The underuse of agricultural land in rural areas is an arising issue in Japan that could lead to the loss of biodiversity, unique culture and tradition linked to agricultural activities, and economic gains that the agricultural sector generates. Our newly published article Assessment of alternative land resource utilisation towards Net-Zero and regional revitalisation through the circulating and ecological sphere in depopulated city regions in Japan: a case study of Hachinohe City Region focuses on how such land could be utilised for Net-Zero and local benefits.
What is the Circulating and Ecological Sphere?
A key concept used in this study is the Circulating and Ecological Sphere (CES) introduced by the Japanese government to promote a self-reliant decentralised society where local areas support one another with the resources they have to offer (Ministry of the Environment 2018; Takeuchi et al. 2019). We considered the underutilised agricultural land as a local resource and decided to explore how a CES may be implemented.
We conducted a study in the Hachinohe City Region, which is an area experiencing an increase of abandoned land largely due to the continuous population decline and ageing of agricultural sector workers. Understanding these local challenges was essential because our intention was to explore how the underutilised land could be re-purposed in ways that not only contribute to decarbonisation but also address other social or economic local issues causing the increase of underutilised land.
What if the underutilised lands are used to produce renewable energy?
Two scenarios of potential utilisation are developed: an energy-dominant scenario and an agriculture-energy combination scenario. The former assumes the land to be converted as solar energy generation sites (i.e., installing solar panels) and the latter to be used for agrivoltaics, whereby solar panels are installed on agricultural land while farming activities continue underneath them.
For each scenario, we calculated numerous factors, including the amount of solar electricity generated and consumed, total CO2 emissions, and the number of jobs created. For the agriculture-energy scenario, total food production was also estimated.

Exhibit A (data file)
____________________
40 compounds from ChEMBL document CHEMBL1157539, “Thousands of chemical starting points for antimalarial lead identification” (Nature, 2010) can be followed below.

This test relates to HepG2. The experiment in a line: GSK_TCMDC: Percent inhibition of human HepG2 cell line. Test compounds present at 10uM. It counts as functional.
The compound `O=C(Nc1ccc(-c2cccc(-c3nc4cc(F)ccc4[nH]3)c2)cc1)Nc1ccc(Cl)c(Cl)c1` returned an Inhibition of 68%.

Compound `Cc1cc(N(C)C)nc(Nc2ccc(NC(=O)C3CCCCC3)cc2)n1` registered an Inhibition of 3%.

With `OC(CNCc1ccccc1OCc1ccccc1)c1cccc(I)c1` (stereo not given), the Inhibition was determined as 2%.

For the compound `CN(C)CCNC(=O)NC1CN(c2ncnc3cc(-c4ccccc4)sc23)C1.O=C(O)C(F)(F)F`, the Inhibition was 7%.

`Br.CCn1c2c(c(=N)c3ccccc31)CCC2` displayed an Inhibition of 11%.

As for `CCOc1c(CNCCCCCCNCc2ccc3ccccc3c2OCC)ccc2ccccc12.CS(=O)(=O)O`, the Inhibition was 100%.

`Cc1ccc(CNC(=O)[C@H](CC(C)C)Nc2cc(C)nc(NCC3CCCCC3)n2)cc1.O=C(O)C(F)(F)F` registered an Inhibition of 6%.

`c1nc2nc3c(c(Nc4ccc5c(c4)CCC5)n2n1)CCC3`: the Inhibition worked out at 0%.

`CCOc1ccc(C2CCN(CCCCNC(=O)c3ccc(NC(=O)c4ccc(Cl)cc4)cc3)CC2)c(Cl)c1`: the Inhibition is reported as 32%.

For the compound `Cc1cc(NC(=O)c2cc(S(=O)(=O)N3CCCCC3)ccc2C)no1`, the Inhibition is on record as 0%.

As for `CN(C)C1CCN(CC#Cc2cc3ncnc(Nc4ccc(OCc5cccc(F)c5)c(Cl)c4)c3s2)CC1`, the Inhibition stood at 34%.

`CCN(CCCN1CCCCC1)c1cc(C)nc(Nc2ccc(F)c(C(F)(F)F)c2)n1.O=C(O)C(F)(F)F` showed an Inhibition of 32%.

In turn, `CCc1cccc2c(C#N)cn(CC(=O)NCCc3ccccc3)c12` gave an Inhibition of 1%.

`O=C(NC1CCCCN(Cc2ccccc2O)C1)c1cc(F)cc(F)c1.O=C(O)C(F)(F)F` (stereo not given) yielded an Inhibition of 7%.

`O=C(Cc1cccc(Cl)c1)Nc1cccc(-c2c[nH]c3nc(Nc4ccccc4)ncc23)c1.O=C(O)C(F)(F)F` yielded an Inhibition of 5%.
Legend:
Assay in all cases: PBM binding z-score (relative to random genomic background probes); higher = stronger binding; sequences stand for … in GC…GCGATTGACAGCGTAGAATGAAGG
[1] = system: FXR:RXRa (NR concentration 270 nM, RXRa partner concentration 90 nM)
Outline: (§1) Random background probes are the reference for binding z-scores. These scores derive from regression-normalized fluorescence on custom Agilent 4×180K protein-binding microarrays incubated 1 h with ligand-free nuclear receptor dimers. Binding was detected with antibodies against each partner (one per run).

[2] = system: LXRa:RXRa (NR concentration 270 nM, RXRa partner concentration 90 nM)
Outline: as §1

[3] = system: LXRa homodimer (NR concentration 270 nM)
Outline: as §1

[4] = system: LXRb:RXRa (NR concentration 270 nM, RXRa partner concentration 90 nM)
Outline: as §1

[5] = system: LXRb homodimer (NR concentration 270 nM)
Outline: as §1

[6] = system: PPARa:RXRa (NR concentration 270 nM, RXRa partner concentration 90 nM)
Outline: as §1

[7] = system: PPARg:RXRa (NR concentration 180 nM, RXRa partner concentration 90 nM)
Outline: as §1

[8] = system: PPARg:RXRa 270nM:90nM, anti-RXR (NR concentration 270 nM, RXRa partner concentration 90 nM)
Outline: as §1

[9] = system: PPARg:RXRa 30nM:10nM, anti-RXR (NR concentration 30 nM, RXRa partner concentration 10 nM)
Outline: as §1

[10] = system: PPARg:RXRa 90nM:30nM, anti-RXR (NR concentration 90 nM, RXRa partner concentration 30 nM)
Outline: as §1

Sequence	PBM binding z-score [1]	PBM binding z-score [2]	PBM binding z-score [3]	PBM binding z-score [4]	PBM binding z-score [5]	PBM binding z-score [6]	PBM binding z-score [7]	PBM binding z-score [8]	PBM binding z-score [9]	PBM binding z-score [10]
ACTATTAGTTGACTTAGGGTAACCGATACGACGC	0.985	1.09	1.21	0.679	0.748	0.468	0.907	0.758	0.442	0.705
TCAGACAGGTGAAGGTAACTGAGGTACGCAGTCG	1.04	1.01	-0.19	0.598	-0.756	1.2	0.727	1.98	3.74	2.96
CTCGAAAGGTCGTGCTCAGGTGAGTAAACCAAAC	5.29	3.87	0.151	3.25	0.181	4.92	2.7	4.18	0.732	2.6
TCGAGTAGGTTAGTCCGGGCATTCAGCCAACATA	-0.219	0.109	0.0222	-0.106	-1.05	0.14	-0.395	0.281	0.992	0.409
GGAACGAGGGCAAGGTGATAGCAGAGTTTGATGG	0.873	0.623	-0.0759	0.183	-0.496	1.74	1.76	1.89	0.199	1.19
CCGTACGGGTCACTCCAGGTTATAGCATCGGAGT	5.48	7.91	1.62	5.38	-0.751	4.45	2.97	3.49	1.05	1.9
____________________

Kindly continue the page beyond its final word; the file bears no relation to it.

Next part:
To sum up the results of these calculations, we found that roughly 2,200-2,900 GWh of electricity can be generated from solar energy by using abandoned land. As this covers over 100% of electricity consumption in the region, thiscan make the direct CO2 emission from electricity generation fall to zero, which could reduce the regional per capita carbon emission by about 2 tons. Around 6,300-8,400 jobs could be created via the alternative uses, which aligns with, for example, the region’s core city Hachinohe city’s policies to support and invite in-migrants into the city. Regarding the potential amount of food produced, the calculation estimates the production of 21 million kg of rice. Although the prefecture the region belongs to has over 100% food sufficiency, this result indicates that this surplus could be redistributed to bigger urban areas, thus contributing to national food security all the while reducing environmental pressures from making long-distance imports.
To maximise the potential of these alternative land uses, we suggested three policy interventions in this article.
- First, collaboration amongst the members of the Hachinohe City Region is necessary as not all member municipalities can, on their own, achieve carbon neutrality. Collaborations with areas that have sufficient renewable electricity generation potential could supplement their shortfalls.
- Investment is needed for those areas that do not have the transmission lines necessary to utilise their resources. One possibility for them would be to work with larger cities (e.g., cities in the Tokyo metropolitan area) with high electricity demand and an ambitious target to become a Net-Zero city.
- Lastly, national or local governments may support local energy cooperatives to make renewable energy production beneficial for local people. Regional resources would not be beneficial for the local communities if they were used and managed only by external entities.
It is our understanding that this assessment presents alternative future scenarios where current environmental and other local issues are dealt with. Going forward, further studies are hoped to ensure that the alternative land use scenarios will be implemented and deliver beneficial outcomes for the path towards Net-Zero and local communities.